Looking over the supply list for a class I am going to take, it had a lot of little things that could easily get lost in a big bag. Things like marking pencils, seam measure, seam ripper, thimble, thread snips, and well you get the idea. I remembered I had a pattern for a sewing kit I got at a garage sale. So, I dug it out, pulled some sewing motif fabrics and started cutting. I was excited that I had all the things needed, including the clear vinyl for the scissor point lining! I started with quilting the outside shell.
OK, now I know why the bloody pattern was in a garage sale. The instructions were a nightmare, align part H to lower side of part B, stitch this, fold that, elastic here, oh crap. THOSE type of instructions. This would be an exercise in patience, which is definitely not my strong suit. I would get confused, then frustrated, take a break, go back, start again.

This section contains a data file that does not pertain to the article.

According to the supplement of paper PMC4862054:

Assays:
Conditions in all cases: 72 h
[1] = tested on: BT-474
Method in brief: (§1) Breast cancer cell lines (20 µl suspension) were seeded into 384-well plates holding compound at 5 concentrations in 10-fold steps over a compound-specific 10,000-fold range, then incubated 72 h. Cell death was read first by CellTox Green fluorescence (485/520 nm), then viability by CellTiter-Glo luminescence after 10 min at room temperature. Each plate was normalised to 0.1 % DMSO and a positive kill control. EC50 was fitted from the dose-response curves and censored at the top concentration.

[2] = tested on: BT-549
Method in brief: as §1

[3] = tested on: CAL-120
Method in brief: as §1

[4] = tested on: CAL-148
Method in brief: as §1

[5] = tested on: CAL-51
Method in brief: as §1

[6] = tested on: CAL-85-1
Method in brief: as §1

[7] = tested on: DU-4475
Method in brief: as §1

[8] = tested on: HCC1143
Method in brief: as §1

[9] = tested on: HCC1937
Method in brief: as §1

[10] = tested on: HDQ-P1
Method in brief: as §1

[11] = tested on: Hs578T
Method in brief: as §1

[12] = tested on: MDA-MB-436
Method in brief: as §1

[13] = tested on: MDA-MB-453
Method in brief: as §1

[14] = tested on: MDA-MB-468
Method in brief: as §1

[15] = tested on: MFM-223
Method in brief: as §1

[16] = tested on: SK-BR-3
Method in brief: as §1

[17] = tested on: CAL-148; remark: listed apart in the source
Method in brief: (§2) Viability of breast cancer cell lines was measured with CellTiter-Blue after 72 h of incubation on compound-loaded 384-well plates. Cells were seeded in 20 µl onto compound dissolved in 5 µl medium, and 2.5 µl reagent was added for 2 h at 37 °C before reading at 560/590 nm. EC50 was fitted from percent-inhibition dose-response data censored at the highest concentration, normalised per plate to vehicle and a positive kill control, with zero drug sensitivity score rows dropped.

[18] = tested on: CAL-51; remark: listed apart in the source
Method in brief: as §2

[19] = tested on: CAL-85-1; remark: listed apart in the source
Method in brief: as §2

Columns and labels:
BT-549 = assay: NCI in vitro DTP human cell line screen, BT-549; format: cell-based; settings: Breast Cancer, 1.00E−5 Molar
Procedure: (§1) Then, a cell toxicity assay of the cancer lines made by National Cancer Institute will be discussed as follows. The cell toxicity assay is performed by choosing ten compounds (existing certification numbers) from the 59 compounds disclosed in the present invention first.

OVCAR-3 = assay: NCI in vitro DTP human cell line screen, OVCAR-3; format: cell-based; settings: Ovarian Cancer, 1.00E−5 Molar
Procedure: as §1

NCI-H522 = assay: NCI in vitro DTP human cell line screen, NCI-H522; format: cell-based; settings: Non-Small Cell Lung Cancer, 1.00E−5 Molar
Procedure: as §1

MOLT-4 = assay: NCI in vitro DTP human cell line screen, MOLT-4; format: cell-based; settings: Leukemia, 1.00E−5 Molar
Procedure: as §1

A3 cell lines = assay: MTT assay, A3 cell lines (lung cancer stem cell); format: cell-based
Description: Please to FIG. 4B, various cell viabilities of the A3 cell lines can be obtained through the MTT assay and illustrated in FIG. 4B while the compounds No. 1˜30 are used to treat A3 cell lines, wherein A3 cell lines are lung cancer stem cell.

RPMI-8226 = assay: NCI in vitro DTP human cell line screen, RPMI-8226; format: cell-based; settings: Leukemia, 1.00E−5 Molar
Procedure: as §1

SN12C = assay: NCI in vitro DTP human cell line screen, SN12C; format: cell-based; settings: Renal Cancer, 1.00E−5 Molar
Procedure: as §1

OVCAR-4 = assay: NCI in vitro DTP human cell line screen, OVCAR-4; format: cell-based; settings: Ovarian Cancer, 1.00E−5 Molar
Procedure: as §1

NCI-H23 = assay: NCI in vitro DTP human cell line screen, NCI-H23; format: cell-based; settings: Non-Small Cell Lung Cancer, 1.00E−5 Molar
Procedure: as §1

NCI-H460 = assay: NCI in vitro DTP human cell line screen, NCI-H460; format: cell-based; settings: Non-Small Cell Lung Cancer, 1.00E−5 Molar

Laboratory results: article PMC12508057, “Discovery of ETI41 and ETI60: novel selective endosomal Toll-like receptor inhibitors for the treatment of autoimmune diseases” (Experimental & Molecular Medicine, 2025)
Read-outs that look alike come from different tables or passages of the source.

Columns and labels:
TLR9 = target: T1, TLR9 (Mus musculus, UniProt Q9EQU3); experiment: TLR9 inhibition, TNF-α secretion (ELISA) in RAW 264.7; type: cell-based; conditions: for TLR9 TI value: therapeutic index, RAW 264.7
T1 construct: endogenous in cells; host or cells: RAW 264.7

After quilting the shell, it took most of the day to get the zipper in, and the gusset sewn to the shell. It took a while for me to realize that the heavy duty Heat-N-Bond in the project was responsible for the many thread breaks. This after re-threading the sewing machine several times, changing thread brands twice, changing the needle, and generally getting close to throwing the whole thing out.
The instructions said to Heat-N-Bond two layers of Timtex together for the interlining and then construct the lining on top of that. Oh good grief, if I cannot sew through the Heat-N-Bond by itself, I sure wasn’t going to get a needle through two layers of Timetex too!! So, now what. The lining would have to be re-engineered, and the instructions were hard enough without having to make a change. So I got this far in a day. Not really very far, but will soldier on!
To be continued…. Here’s Part Two!
Linking up with